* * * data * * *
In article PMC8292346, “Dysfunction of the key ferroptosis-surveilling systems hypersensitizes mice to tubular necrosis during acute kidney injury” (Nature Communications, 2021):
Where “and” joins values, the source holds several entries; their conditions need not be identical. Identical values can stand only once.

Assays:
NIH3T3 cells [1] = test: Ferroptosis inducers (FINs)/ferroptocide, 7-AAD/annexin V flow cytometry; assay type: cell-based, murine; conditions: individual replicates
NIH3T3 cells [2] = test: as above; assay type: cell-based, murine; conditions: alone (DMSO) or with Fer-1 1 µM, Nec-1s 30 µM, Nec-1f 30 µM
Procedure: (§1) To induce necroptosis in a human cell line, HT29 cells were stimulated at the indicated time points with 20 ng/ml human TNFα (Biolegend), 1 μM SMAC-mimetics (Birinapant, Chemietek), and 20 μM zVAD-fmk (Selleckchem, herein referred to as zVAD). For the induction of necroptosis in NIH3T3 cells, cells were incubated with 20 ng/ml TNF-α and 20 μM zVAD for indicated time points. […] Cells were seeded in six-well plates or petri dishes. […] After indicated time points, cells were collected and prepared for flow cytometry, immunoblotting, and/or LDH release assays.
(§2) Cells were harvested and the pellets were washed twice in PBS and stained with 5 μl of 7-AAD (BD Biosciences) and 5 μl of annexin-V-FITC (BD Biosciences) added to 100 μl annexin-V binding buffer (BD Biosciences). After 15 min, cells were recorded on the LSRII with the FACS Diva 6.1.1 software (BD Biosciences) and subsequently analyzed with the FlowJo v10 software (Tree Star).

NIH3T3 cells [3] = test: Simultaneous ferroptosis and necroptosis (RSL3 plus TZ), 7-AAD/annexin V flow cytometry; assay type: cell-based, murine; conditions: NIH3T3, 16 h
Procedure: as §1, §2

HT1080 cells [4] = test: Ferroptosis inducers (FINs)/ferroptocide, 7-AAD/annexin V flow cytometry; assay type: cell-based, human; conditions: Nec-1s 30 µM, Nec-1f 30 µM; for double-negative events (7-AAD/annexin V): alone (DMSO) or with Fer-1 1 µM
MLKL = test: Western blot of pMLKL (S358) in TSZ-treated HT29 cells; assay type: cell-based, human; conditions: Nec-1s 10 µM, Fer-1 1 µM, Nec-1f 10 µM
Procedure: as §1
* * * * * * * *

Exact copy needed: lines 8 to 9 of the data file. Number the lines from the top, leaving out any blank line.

NIH3T3 cells [3] = test: Simultaneous ferroptosis and necroptosis (RSL3 plus TZ), 7-AAD/annexin V flow cytometry; assay type: cell-based, murine; conditions: NIH3T3, 16 h
Procedure: as §1, §2